Arteries, Capillaries, and Veins

    Arteries carry oxygen-rich blood out of the heart and throughout the body to the tissues and every cell of the body. The arteries are also known as arterioles.
There are two main artery systems. One is the Pulmonary arteries and the other is the Systemic arteries. 
 The Pulmonary arteries carry the oxygen-rich blood from the right ventricle to the lungs.  
Arteries are tough on the outside and smooth on the inside, this makes it easier for the blood
 to flow through.

    Capillaries are the smallest tubes, capillaries are also called lymph capillaries.
They connect arteries and veins together, they merge to form larger lymph vessels.
There are three different kinds of capillaries: the Continuous capillaries, the Fenestrated capillaries, and the Sinusoidal capillaries.
Continuous capillaries have the the thickest endothelial walls.
The continuous capillaries carry water and ions which are groups of atoms.
Fenestrated capillaries have windows that allow larger molecules to go in and out.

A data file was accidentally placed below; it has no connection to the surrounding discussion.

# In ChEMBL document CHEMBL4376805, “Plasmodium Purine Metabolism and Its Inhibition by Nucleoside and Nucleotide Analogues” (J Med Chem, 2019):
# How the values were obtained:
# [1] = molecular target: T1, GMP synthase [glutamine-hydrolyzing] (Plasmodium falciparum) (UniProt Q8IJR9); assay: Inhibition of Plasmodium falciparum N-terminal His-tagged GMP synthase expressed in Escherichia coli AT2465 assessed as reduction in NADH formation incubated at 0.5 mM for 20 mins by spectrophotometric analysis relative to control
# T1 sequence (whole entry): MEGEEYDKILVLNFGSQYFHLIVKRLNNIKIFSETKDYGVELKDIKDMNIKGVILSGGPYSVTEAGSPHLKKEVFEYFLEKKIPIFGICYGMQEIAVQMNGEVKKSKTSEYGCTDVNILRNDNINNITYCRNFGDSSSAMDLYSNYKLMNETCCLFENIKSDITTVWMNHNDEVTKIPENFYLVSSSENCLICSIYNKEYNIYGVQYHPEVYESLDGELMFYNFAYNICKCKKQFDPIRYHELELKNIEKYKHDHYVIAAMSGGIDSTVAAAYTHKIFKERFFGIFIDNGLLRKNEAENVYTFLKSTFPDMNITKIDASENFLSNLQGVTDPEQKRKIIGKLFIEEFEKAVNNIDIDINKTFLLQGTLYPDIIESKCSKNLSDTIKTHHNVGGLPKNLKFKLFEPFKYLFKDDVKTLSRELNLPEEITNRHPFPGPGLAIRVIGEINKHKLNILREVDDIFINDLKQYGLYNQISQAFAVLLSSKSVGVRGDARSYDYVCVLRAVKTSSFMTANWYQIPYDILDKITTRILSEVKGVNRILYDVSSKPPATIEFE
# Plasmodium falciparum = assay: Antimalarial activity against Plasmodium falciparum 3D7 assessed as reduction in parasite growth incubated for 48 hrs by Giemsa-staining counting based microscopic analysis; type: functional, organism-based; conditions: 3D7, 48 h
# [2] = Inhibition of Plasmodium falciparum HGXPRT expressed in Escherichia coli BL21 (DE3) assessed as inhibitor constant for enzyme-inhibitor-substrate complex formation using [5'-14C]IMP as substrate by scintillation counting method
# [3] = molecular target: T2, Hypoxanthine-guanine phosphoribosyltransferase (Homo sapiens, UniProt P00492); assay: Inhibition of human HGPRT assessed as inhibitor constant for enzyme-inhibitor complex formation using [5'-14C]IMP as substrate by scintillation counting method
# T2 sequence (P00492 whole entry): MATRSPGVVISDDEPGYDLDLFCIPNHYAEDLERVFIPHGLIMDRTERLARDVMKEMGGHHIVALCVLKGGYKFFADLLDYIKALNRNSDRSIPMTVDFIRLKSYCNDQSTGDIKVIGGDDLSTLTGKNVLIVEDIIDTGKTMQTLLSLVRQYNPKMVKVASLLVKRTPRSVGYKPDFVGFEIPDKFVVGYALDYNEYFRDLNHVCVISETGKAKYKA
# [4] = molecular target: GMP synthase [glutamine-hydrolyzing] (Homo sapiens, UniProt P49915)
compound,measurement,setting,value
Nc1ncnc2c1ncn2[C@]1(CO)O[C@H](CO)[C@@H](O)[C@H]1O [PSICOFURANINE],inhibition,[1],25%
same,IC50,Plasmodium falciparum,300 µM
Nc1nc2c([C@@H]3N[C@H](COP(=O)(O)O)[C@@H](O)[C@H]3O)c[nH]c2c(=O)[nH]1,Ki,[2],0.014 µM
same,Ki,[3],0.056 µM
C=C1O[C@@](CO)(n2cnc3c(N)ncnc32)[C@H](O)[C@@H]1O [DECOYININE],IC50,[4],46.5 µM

Sinusoidal capillaries have the greatest amount of permeability. This lets the red blood cells and proteins through the endothelial walls.
    Veins carry blood by lower blood pressure.  Like arteries veins have three layers but the layers are thinner containing less tissue. This makes the veins weaker then the arteries.
Veins bring blood to the heart, the veins receive blood from the capillaries.
It is important for the veins to move carbon dioxide-rich blood along the body in the proper direction, this is what the valves are for.  Valves are like gates that allow the blood to move in one direction.
The blood in the veins are red but because of the reflection of the light the dark red appears to be blue.  The walls are very thin the the rich blood is visible through the skin.